Phonsavan is the present capital of the Xiangkhouang province in Laos. The area around Phonsavan was heavily bombed during the Việt Nam War by the USA. It suffers greatly from Unexploded Ordnance (UXO). The biggest attraction in Phonsavan is the Plain of Jars.

The Plain of Jars is a megalithic archaeological landscape near Phonsavan. More than 90 jar sites have been identified in the province of Xieng Khouang. Each site has from one to 400 stone jars. Most sites are not accessible to the public, many because of the danger of UXOs. So far only seven sites have been cleared of UXOs.

The jars vary in height and diameter between 1 m (3 ft) and 3 m (10 ft) and are all carved from rock. Their shape is cylindrical with the bottom always wider than the top. The stone jars are undecorated, with the exception of a single jar at Site 1. Since most of the jars have lip rims, it is thought that the jars originally supported lids, although few stone lids have been recorded; this may suggest that the bulk of lids were fashioned from perishable materials.

It is not quite clear what the jars were used for. Most likely they were involved in some burial rites.

The jars date to between 500 BCE to 500 CE. The Plain of Jars is one of the most important prehistoric sites in Southeast Asia.

The Plain of Jars with its mysterious stone jars is another example of the many sites of Ancient Civilizations that I visited during my travels.

The Plain of Jars is a UNESCO World Heritage Site since 2019.

All pictures are © Dr. Günther Eichhorn, unless otherwise noted.

Muang Khoun

Muang Khoun was the ancient capital of the region. It was heavily bombed during the American bombardment of Laos and abandoned as capital. Only very few remains are left. The present capital is Phonsavan.

Remnants Buddhist Temple Muang
Remnants of a Buddhist temple in Muang Khoun. (927k)
New Temple
The new temple. (791k)
Remnants French Hospital Muang
Remnants of the French hospital in Muang Khoun. (1087k)

Silk Production Cooperative

The silk manufacturing cooperative that I visited is run by local people. They grow the silk worms, produce silk, weave silk cloth and make some simple items with the silk cloth. They also sell mulberry tea. The mulberry trees are pruned twice per year. The ones that I saw were 20 years old.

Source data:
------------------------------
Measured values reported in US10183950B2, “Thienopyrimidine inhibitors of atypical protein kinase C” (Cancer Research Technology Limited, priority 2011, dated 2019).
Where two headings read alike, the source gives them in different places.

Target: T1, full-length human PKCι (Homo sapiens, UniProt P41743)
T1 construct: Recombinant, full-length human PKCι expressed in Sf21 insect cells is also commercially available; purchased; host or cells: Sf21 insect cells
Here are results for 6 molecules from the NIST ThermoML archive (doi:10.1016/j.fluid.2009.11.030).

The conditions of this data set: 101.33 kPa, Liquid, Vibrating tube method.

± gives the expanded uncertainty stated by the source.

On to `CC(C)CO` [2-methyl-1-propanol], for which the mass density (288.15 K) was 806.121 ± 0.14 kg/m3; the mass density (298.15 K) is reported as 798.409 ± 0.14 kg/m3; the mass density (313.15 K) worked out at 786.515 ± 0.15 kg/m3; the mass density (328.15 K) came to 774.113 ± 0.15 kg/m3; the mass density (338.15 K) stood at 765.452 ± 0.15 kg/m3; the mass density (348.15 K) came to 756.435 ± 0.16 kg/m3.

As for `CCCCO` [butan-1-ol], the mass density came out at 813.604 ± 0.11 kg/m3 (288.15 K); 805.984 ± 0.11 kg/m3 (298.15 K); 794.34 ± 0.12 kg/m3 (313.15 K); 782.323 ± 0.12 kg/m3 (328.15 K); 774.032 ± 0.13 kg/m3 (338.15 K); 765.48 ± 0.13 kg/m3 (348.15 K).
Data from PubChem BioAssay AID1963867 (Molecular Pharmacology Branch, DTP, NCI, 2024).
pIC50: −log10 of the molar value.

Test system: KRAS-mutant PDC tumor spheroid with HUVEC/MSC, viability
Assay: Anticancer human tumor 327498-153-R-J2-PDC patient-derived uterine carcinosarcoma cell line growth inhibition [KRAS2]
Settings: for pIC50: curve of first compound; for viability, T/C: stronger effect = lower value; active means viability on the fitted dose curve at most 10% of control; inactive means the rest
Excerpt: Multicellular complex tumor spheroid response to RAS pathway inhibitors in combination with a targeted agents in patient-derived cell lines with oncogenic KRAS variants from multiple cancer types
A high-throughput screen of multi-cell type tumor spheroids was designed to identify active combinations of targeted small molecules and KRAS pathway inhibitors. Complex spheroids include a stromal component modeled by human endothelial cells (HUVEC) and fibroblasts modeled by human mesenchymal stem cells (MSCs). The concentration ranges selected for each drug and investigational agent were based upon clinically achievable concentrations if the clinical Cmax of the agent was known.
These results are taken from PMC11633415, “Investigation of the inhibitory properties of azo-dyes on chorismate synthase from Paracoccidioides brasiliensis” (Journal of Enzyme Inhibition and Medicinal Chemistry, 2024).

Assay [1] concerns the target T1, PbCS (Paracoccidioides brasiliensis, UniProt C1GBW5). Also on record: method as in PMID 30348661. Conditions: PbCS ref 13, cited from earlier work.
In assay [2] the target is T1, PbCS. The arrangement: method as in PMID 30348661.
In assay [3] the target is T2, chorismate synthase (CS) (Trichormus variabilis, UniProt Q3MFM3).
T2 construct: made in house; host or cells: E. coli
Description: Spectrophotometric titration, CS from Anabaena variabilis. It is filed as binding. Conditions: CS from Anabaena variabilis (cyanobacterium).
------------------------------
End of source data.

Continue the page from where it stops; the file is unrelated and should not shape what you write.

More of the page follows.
Mulberry Trees Leaves Trees
Mulberry trees. The leaves from these trees are the only food for the silkworms accept. (1127k)
Silkworms. (991k)
Extracting Silk Thread Cocoons
Extracting the silk thread from the cocoons. (660k)
Collecting Silk Threads Frame
Collecting the silk threads on a frame. (833k)
Natural Colors Various Plants
Natural colors from various plants, animals, and minerals. (913k)
Dying Silk Threads
Dying the silk threads. (696k)
Dyed Silk Threads
Dyed silk threads. (828k)
Loom. (806k)
Loom. (785k)
Lunch Time Field Workers
Lunch time. One of the field workers is skinning a few rats for lunch. (1351k)

Plain of Jars

View Site 1 Plain
View of Site 1 of the Plain of Jars. (1010k)
View Over Site 1
View over Site 1 of the Plain of Jars. (1221k)
Jars Site 1 Largest
Jars of Site 1, with the largest jar of the Plain of Jars in the center. (1036k)
Close-up Jar Showing Lip
Close-up of a jar, showing the lip that suggests it used to have a lid. (1158k)
Few Stone Lids Plane
One of the few stone lids in the Plane of Jars. (1365k)
Only Jar Decoration "frogman"
The only jar with a decoration, a "frogman" figure. (1359k)
Limestone Cave Site 1
Limestone cave on Site 1 of the Plain of Jars. It has two man-made holes in the ceiling, suggesting use for fires for cremation. (868k)

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Page last updated on Sat Mar 21 12:08:06 2020 (Mountain Standard Time)

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